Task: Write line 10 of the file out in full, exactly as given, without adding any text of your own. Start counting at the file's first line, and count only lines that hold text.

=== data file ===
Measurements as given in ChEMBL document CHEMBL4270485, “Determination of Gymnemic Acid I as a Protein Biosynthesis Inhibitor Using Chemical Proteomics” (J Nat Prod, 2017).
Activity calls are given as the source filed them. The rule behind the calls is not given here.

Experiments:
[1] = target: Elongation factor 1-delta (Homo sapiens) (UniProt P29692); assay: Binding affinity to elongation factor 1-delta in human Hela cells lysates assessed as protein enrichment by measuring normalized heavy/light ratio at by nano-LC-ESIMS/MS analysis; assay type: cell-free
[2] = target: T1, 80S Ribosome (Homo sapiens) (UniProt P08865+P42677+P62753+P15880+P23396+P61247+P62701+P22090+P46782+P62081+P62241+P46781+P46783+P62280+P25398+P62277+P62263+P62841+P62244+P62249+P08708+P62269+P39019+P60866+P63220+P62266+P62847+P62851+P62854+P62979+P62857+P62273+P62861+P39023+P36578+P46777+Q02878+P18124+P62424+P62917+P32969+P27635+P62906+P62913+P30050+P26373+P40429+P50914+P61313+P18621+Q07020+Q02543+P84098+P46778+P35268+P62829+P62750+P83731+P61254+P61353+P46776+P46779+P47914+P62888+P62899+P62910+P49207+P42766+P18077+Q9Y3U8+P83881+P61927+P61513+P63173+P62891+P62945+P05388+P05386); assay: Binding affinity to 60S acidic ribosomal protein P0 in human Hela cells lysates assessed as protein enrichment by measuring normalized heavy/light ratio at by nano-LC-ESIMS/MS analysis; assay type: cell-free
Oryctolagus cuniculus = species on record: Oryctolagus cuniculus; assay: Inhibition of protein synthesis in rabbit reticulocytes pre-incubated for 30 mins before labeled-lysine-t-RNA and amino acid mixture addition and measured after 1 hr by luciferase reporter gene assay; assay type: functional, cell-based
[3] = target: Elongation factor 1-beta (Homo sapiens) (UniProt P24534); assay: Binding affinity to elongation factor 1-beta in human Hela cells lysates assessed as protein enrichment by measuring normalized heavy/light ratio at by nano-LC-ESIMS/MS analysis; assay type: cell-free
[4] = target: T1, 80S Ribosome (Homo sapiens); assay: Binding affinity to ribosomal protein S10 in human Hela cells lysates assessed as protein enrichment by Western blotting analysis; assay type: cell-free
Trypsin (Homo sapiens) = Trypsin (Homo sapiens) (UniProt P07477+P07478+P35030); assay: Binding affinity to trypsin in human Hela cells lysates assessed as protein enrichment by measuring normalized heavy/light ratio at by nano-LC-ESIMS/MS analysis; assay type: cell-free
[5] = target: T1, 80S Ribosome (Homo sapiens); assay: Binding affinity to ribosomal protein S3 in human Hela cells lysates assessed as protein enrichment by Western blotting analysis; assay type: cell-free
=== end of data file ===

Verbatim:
[5] = target: T1, 80S Ribosome (Homo sapiens); assay: Binding affinity to ribosomal protein S3 in human Hela cells lysates assessed as protein enrichment by Western blotting analysis; assay type: cell-free